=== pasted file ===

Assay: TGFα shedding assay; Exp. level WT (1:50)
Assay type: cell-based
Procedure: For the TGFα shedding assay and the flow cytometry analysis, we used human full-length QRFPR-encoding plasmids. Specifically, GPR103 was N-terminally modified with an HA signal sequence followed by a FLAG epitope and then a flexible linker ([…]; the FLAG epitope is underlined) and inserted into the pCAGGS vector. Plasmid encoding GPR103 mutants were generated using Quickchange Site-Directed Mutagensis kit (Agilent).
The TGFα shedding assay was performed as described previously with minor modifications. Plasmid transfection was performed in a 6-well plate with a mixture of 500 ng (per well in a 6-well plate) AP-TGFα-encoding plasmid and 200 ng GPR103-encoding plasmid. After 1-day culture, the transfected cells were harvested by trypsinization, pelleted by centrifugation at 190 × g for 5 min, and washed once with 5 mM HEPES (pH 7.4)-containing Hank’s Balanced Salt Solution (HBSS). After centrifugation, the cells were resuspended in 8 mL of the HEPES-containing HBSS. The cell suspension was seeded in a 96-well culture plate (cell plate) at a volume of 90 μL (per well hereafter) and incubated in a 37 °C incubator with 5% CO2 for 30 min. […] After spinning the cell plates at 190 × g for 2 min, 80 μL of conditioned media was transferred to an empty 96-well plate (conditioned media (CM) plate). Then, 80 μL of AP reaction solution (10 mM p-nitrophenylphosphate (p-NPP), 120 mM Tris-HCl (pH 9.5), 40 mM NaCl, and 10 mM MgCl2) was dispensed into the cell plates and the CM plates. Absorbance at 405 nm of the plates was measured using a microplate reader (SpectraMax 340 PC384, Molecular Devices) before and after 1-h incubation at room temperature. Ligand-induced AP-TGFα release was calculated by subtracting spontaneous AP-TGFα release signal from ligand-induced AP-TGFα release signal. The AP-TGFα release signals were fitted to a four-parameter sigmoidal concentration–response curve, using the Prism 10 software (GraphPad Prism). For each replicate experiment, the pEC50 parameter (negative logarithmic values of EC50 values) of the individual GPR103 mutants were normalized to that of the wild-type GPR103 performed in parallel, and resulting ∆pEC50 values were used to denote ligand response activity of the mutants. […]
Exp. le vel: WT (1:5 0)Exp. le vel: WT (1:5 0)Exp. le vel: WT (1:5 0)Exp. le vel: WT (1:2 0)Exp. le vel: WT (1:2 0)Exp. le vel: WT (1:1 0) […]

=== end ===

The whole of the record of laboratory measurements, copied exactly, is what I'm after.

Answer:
Assay: TGFα shedding assay; Exp. level WT (1:50)
Assay type: cell-based
Procedure: For the TGFα shedding assay and the flow cytometry analysis, we used human full-length QRFPR-encoding plasmids. Specifically, GPR103 was N-terminally modified with an HA signal sequence followed by a FLAG epitope and then a flexible linker ([…]; the FLAG epitope is underlined) and inserted into the pCAGGS vector. Plasmid encoding GPR103 mutants were generated using Quickchange Site-Directed Mutagensis kit (Agilent).
The TGFα shedding assay was performed as described previously with minor modifications. Plasmid transfection was performed in a 6-well plate with a mixture of 500 ng (per well in a 6-well plate) AP-TGFα-encoding plasmid and 200 ng GPR103-encoding plasmid. After 1-day culture, the transfected cells were harvested by trypsinization, pelleted by centrifugation at 190 × g for 5 min, and washed once with 5 mM HEPES (pH 7.4)-containing Hank’s Balanced Salt Solution (HBSS). After centrifugation, the cells were resuspended in 8 mL of the HEPES-containing HBSS. The cell suspension was seeded in a 96-well culture plate (cell plate) at a volume of 90 μL (per well hereafter) and incubated in a 37 °C incubator with 5% CO2 for 30 min. […] After spinning the cell plates at 190 × g for 2 min, 80 μL of conditioned media was transferred to an empty 96-well plate (conditioned media (CM) plate). Then, 80 μL of AP reaction solution (10 mM p-nitrophenylphosphate (p-NPP), 120 mM Tris-HCl (pH 9.5), 40 mM NaCl, and 10 mM MgCl2) was dispensed into the cell plates and the CM plates. Absorbance at 405 nm of the plates was measured using a microplate reader (SpectraMax 340 PC384, Molecular Devices) before and after 1-h incubation at room temperature. Ligand-induced AP-TGFα release was calculated by subtracting spontaneous AP-TGFα release signal from ligand-induced AP-TGFα release signal. The AP-TGFα release signals were fitted to a four-parameter sigmoidal concentration–response curve, using the Prism 10 software (GraphPad Prism). For each replicate experiment, the pEC50 parameter (negative logarithmic values of EC50 values) of the individual GPR103 mutants were normalized to that of the wild-type GPR103 performed in parallel, and resulting ∆pEC50 values were used to denote ligand response activity of the mutants. […]
Exp. le vel: WT (1:5 0)Exp. le vel: WT (1:5 0)Exp. le vel: WT (1:5 0)Exp. le vel: WT (1:2 0)Exp. le vel: WT (1:2 0)Exp. le vel: WT (1:1 0) […]